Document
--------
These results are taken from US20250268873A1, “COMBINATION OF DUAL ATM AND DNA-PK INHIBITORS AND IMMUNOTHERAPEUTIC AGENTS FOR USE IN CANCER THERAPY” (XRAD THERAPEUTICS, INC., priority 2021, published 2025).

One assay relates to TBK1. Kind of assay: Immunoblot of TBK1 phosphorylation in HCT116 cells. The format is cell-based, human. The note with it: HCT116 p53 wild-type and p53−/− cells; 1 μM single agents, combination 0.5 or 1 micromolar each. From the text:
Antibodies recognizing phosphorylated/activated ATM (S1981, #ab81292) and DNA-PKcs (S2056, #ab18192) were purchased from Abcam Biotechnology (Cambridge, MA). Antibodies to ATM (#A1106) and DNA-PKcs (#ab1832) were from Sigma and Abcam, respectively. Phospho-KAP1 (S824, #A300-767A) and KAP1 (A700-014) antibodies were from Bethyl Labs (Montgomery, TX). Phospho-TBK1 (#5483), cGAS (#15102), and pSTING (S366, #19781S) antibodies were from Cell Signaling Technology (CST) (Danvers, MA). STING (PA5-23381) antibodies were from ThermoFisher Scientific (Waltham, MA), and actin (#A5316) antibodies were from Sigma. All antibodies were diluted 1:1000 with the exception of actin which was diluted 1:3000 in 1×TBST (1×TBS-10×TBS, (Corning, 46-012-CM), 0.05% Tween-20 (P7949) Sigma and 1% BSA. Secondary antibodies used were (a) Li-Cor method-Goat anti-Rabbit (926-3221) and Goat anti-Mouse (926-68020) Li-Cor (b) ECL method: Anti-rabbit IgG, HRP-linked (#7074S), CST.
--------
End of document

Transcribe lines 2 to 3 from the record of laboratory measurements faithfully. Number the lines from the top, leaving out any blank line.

One assay relates to TBK1. Kind of assay: Immunoblot of TBK1 phosphorylation in HCT116 cells. The format is cell-based, human. The note with it: HCT116 p53 wild-type and p53−/− cells; 1 μM single agents, combination 0.5 or 1 micromolar each. From the text:
Antibodies recognizing phosphorylated/activated ATM (S1981, #ab81292) and DNA-PKcs (S2056, #ab18192) were purchased from Abcam Biotechnology (Cambridge, MA). Antibodies to ATM (#A1106) and DNA-PKcs (#ab1832) were from Sigma and Abcam, respectively. Phospho-KAP1 (S824, #A300-767A) and KAP1 (A700-014) antibodies were from Bethyl Labs (Montgomery, TX). Phospho-TBK1 (#5483), cGAS (#15102), and pSTING (S366, #19781S) antibodies were from Cell Signaling Technology (CST) (Danvers, MA). STING (PA5-23381) antibodies were from ThermoFisher Scientific (Waltham, MA), and actin (#A5316) antibodies were from Sigma. All antibodies were diluted 1:1000 with the exception of actin which was diluted 1:3000 in 1×TBST (1×TBS-10×TBS, (Corning, 46-012-CM), 0.05% Tween-20 (P7949) Sigma and 1% BSA. Secondary antibodies used were (a) Li-Cor method-Goat anti-Rabbit (926-3221) and Goat anti-Mouse (926-68020) Li-Cor (b) ECL method: Anti-rabbit IgG, HRP-linked (#7074S), CST.